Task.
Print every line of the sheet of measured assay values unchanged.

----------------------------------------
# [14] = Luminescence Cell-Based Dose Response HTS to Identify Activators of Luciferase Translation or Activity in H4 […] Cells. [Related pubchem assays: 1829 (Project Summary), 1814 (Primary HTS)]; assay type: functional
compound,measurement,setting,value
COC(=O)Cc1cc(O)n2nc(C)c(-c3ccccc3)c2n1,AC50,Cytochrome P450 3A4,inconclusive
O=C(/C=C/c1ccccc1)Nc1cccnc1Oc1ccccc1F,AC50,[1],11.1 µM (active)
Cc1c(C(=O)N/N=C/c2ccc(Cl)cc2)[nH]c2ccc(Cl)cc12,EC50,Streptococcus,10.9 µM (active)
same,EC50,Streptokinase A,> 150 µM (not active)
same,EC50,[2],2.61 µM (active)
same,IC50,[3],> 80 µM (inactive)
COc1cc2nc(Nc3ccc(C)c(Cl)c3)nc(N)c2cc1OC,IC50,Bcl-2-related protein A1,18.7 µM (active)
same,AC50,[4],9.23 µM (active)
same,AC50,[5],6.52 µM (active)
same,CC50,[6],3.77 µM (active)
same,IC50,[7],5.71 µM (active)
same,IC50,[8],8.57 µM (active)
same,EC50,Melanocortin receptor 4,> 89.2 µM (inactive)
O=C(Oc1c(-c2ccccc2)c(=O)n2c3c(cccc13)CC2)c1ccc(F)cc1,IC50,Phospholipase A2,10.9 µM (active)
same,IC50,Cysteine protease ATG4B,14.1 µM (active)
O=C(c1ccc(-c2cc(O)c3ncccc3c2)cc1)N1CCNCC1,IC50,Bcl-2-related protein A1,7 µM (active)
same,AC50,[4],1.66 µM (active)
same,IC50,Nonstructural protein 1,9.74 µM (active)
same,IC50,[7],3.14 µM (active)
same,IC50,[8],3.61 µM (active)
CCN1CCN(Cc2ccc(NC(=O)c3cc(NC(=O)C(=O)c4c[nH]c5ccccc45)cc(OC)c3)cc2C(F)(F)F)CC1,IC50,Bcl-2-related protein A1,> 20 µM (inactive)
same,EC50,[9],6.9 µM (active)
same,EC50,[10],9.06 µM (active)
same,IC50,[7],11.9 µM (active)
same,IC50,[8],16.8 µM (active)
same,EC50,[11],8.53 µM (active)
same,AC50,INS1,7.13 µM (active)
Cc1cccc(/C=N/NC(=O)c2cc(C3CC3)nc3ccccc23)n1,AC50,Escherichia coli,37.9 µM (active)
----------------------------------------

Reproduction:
# [14] = Luminescence Cell-Based Dose Response HTS to Identify Activators of Luciferase Translation or Activity in H4 […] Cells. [Related pubchem assays: 1829 (Project Summary), 1814 (Primary HTS)]; assay type: functional
compound,measurement,setting,value
COC(=O)Cc1cc(O)n2nc(C)c(-c3ccccc3)c2n1,AC50,Cytochrome P450 3A4,inconclusive
O=C(/C=C/c1ccccc1)Nc1cccnc1Oc1ccccc1F,AC50,[1],11.1 µM (active)
Cc1c(C(=O)N/N=C/c2ccc(Cl)cc2)[nH]c2ccc(Cl)cc12,EC50,Streptococcus,10.9 µM (active)
same,EC50,Streptokinase A,> 150 µM (not active)
same,EC50,[2],2.61 µM (active)
same,IC50,[3],> 80 µM (inactive)
COc1cc2nc(Nc3ccc(C)c(Cl)c3)nc(N)c2cc1OC,IC50,Bcl-2-related protein A1,18.7 µM (active)
same,AC50,[4],9.23 µM (active)
same,AC50,[5],6.52 µM (active)
same,CC50,[6],3.77 µM (active)
same,IC50,[7],5.71 µM (active)
same,IC50,[8],8.57 µM (active)
same,EC50,Melanocortin receptor 4,> 89.2 µM (inactive)
O=C(Oc1c(-c2ccccc2)c(=O)n2c3c(cccc13)CC2)c1ccc(F)cc1,IC50,Phospholipase A2,10.9 µM (active)
same,IC50,Cysteine protease ATG4B,14.1 µM (active)
O=C(c1ccc(-c2cc(O)c3ncccc3c2)cc1)N1CCNCC1,IC50,Bcl-2-related protein A1,7 µM (active)
same,AC50,[4],1.66 µM (active)
same,IC50,Nonstructural protein 1,9.74 µM (active)
same,IC50,[7],3.14 µM (active)
same,IC50,[8],3.61 µM (active)
CCN1CCN(Cc2ccc(NC(=O)c3cc(NC(=O)C(=O)c4c[nH]c5ccccc45)cc(OC)c3)cc2C(F)(F)F)CC1,IC50,Bcl-2-related protein A1,> 20 µM (inactive)
same,EC50,[9],6.9 µM (active)
same,EC50,[10],9.06 µM (active)
same,IC50,[7],11.9 µM (active)
same,IC50,[8],16.8 µM (active)
same,EC50,[11],8.53 µM (active)
same,AC50,INS1,7.13 µM (active)
Cc1cccc(/C=N/NC(=O)c2cc(C3CC3)nc3ccccc23)n1,AC50,Escherichia coli,37.9 µM (active)